Frequent contributor Jim Peters submitted the following post about the need for more museums in Lowell and throughout our region.
I recently had the honor and pleasure of having a hamburger at the Old Court with our City Councilor, Patrick Murphy. We discussed a great many things, but one of my own personal favorite topics is the dearth of museums in Massachusetts. Not that every town or city does not have an historical society, but actual museums are not frequent in a drive down an older highway in Massachusetts. Museums are “a window to the soul” of a time period. I remember one in New Hampshire that was a hodge-podge of old “stuff.” It was very entertaining, and they had kept an Egyptian mummy from the mummy era of the 1880’s. It was not in great shape but it appeared to be a mummy and it was in a coffin, for lack of the proper term, with hieroglyphics on it.
I know Lowell has many fine museums. The Quilt Museum is outstanding as are the National Park treasures with their specific programs for people of all ages. What I am talking about is the type of museum that is limited in range, charge little or nothing at all, and tell the visitor about a period of time that may have passed. They are staffed by volunteers who become experts in the areas of interest in the museum. They are much like the Middlesex Museum at the Faulkner Mills in Billerica. That museum is fascinating to see. It is staffed on Sundays between one and four by volunteers, of which I consider myself one. Visit it sometime. Just follow the signs on Rt. 3A.
I would like to see Lowell have a wide range of museums. Included in these would be a Native American Museum which I would like to state to place on land across from the Francis Gate. Also, I see an education museum, perhaps staffed by retired teachers with many interesting stories to tell. How interesting would it be to have students in a museum where they learn about education and how the classroom has changed. That one I would like to see in the Moody School because I have uncovered a document that states that that building was built with its large windows to the sun in the afternoon so that it could shine through and light up everyone’s desk. Honestly, every window in that school was placed with the student’s ability to read, write, and do arithmetic in mind.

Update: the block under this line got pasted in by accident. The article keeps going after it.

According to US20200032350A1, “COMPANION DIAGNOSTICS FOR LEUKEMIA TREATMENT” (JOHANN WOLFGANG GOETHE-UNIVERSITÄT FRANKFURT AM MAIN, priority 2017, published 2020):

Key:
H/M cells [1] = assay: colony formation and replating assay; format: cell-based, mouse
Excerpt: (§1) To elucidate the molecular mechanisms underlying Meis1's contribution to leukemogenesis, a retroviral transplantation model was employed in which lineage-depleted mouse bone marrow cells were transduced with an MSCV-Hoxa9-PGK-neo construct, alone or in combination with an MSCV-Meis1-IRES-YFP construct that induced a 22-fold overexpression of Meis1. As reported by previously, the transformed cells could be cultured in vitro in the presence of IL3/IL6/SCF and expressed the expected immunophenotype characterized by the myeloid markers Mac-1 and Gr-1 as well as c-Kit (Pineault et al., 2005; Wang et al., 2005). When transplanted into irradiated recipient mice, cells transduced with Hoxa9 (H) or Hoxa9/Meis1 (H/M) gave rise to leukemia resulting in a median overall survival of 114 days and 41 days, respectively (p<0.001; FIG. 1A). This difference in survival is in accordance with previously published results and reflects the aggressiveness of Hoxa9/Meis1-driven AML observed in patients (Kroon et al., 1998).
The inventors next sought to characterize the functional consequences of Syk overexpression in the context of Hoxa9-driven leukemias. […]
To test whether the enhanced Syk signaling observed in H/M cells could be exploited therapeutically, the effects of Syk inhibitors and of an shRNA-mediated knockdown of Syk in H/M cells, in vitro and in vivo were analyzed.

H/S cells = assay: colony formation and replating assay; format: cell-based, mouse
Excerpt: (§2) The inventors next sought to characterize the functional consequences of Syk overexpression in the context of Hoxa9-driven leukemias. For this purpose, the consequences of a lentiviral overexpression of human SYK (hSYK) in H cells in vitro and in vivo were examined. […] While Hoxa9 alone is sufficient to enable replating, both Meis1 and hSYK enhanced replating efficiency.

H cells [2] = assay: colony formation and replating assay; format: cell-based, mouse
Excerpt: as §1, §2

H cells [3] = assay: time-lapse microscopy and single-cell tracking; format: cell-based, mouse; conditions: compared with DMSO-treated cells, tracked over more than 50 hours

Another museum could be the Religion Museum with documents on the founding of religions in Lowell by the immigrants. People could learn about the Catholics, the Congregationalists, the Mormons, the Buddhists, and other religions in one visit. I know many people whom I would like to see staffing that type of museum.
There could be a Car Museum in one of the old mills, housing collector’s old automobiles. Right now, except for an ice cream stand in Lowell, there is precious little safe area to display them. There could be a Print Museum, which acknowledges our right to freedom of the press, a freedom that, in my opinion, is much more far-reaching than the right to carry a gun. But there could be a Rifle, or Weapons Museum. The possibilities are endless.
In a later conversation I had with Paul Tsongas before he passed away, I asked him
“Why the statues?” And he told me that in one hundred years people might forget some aspects of Lowell’s rich history, but they would not be able to forget the statues. Let’s make the same type of commitments to objects of history, by making this the City of Museums. And, if anyone has something old that they think might be of interest to youngster of today, let me know. I will find a place to store it. Just do not make it too large. My wife, Vicki, says I produce enough clutter.